Article Text

FRI0083 Factors Associated with The Need for Biological Therapies in Patients with Rheumatoid Arthritis
  1. M. Cuadros,
  2. J.L. Andreu,
  3. I. Millan,
  4. M. Bascuas,
  5. C. Ramos,
  6. M. Espinosa,
  7. B.J. Flores,
  8. J. Campos,
  9. J. Sanz
  1. Rheumatology, H.U. Puerta de Hierro Majadahonda, Majadahonda, Spain


Background Rheumatoid arthritis (RA) is a chronic inflammatory autoimmune disorder that leads to an irreversible destruction of diarthrodial joints. Early diagnosis and treatment with disease-modifying antirheumatic drugs (DMARDs) are considered essential in order to achieve an optimal suppression of disease activity and prevent structural and functional deterioration. Biological therapy (BT) is the second-line treatment in case of inadequate response to DMARDs. BT has excellent safety and efficacy profiles. However, its economic burden is high.

Objectives The goal of our study was to identify clinical, epidemiological and analytical characteristics, as well as the delay of diagnosis, DMARD treatment, and inflammatory activity, associated with the need to initiate BT in RA patients.

Methods This is a single-center case-control study. We included patients who were diagnosed with RA from January 1, 2000, fulfilling the 2010 ACR/EULAR criteria. The main outcome (dependent variable) was the need for a first biological drug. The independent variables were time to diagnosis, time to treatment with the first DMARD, time to clinical remission, time to low activity, age, gender, number of swollen joints (NSJ) and tender joints (NTJ) at the time of diagnosis, positivity of RF and ACPA, CRP, ESR, radiologic erosions, smoking, body mass index, education level, and job status. The study was approved by the research ethical committee of our center. Descriptive statistics was used to present the results; chi-square test, Student t test, and Mann-Whitney U test were used to define statistical significance in the univariate analysis; and logistic regression for multivariate analysis. A P-value <0.05 was predefined as statistical significance. Statistical analyses were performed by using the SPSS v14.0.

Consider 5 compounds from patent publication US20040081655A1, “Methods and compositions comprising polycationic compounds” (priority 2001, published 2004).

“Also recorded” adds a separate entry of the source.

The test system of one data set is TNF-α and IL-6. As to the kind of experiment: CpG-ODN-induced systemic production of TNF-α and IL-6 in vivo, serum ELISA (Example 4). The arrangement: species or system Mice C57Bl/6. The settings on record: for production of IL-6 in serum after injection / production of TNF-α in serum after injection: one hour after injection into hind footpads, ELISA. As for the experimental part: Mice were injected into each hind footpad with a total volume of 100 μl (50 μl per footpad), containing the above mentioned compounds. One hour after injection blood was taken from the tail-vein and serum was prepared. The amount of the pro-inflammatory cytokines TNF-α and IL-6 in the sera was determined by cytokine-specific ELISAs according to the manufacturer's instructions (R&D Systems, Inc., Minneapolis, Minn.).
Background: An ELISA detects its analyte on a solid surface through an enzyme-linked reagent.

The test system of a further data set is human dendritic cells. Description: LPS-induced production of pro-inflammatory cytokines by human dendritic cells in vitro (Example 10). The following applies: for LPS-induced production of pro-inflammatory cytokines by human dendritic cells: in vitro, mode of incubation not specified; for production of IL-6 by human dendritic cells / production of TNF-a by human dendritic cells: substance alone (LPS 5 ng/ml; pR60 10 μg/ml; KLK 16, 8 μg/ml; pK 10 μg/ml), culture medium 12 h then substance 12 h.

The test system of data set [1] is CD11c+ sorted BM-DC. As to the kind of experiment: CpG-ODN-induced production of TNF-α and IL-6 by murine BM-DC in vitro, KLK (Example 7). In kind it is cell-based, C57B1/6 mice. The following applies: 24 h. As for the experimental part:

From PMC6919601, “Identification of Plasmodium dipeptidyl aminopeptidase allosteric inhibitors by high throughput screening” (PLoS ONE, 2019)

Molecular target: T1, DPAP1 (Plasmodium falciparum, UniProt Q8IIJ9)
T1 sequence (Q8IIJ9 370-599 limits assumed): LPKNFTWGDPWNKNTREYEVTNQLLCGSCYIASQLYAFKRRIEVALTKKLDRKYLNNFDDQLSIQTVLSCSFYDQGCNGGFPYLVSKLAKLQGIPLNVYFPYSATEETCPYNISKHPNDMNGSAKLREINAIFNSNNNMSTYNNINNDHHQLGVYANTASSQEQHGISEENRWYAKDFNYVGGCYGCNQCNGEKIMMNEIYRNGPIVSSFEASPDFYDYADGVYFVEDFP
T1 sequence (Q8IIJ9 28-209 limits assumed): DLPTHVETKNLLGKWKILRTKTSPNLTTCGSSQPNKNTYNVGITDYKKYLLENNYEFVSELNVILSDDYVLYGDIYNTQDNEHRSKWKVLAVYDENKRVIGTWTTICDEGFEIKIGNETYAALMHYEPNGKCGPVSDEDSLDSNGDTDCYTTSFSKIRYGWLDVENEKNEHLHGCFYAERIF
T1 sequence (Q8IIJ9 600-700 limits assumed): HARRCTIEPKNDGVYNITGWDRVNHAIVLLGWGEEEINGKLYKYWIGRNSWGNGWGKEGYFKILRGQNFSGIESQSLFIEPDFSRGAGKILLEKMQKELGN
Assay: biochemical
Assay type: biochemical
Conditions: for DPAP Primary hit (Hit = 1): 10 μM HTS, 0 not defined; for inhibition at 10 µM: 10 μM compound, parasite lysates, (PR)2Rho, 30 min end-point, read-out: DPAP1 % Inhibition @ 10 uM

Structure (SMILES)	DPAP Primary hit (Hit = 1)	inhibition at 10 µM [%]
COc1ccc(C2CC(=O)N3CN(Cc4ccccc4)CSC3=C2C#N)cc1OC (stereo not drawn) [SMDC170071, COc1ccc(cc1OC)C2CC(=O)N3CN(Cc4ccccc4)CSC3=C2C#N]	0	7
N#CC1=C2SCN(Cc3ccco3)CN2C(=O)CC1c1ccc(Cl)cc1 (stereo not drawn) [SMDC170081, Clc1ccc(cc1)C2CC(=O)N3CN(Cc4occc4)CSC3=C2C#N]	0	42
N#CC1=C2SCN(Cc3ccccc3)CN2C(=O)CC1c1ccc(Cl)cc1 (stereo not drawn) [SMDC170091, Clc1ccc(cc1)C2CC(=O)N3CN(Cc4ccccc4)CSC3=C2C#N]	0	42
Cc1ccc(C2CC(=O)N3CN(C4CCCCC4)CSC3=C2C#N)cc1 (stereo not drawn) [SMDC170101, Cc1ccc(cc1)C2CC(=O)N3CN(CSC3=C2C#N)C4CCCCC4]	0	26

Results One hundred and thirty-nine patients were included (mean age 53 years; 82% women; 83% white; 82% RF+; 74% ACPA+). Sixty-one patients (44%) had received BT. The univariate analysis demonstrated significant association between the need for BT and NTJ (p<0,001), NSJ (p=0,004), ESR (p=0,026), time to low disease activity (p<0,001) and time to remission (p<0,001). The multivariate logistic regression indicated that the NTJ at diagnosis, the time to low activity and the time to remission were independently associated with the need for BT during follow-up.

Conclusions In RA patients, the number of tender joints at the time of diagnosis and the time to low disease activity and clinical remission are associated with the need for BT during the course of the disease.

Disclosure of Interest None declared

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